“If I want to change my life, I best start with changing my mind.” Words of Pico Iyer in today’s TED Talk selection. This world traveler and travel writer tells us of the importance of going nowhere in our lives.
For years I’ve know of the importance of sitting quietly and doing nothing, i.e. meditating, but in all honesty have excused myself from the activity with the excuse that I didn’t have the time. Lately, I’ve been taking the time, sitting quietly doing nothing and going nowhere after 15 minutes of prayer and I’m amazed at the new sense of serenity and direction it has given me.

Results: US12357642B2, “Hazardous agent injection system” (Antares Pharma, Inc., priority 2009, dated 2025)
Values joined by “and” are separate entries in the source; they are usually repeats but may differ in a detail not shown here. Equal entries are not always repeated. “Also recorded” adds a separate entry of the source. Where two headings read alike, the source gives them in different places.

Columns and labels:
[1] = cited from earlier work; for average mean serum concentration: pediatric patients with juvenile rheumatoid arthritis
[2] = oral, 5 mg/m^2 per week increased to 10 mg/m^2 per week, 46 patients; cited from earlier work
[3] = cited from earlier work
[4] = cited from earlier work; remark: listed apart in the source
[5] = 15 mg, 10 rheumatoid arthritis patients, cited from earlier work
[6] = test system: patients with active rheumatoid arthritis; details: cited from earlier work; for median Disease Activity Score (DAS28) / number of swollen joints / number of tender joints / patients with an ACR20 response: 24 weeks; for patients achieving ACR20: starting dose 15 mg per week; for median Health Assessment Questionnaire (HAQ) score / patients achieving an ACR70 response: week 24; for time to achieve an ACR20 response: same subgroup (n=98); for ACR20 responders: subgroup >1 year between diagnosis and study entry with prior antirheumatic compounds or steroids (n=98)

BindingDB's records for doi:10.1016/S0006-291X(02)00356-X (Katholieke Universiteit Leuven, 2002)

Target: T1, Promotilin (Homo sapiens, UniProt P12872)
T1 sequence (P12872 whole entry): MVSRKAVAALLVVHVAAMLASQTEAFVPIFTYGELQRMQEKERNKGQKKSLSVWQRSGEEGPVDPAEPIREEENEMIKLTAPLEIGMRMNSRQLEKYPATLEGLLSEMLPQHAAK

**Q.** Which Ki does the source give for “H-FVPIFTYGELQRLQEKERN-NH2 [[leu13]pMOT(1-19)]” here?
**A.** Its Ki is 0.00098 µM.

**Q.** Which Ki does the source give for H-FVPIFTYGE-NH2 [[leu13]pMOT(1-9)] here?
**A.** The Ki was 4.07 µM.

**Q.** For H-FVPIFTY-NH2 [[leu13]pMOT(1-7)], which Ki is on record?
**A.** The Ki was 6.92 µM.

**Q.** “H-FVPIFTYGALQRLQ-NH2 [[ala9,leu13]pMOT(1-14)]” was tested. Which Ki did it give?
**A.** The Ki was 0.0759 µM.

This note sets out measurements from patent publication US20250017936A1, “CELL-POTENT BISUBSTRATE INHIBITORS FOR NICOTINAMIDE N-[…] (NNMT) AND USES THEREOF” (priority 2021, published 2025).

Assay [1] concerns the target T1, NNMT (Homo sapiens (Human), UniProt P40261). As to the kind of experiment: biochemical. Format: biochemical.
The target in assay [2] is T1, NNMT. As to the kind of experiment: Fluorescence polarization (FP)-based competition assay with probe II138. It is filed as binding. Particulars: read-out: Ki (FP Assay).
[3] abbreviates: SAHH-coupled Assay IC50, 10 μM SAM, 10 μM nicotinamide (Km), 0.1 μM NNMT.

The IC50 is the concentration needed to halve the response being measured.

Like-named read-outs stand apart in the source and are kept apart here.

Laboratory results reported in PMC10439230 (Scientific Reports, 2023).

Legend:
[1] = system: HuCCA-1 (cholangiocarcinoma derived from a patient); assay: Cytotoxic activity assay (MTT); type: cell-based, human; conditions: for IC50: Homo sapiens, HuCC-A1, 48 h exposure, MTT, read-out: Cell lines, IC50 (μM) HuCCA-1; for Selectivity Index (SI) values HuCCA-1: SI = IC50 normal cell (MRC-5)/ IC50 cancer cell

Words are deceptive. They are the easiest thing in the world for us to remember, as when someone promises us a handsome gift. On the other hand, they are the hardest thing in the world to forget, as when someone insults us. Likewise, it is so simple for us to say something that another will appreciate, but it is so difficult to ask pardon for a remark that offends another. Sometimes there are words we wish we had never uttered. At other times, there are words we wish we had said, while we had the chance.
“Sticks and stones may break my bones, but words can never hurt me.” Such is the boast or taunt of a young child made the object of a torrent of remarks by another, but it really cannot ease the sting left in the aftermath of spiteful remarks.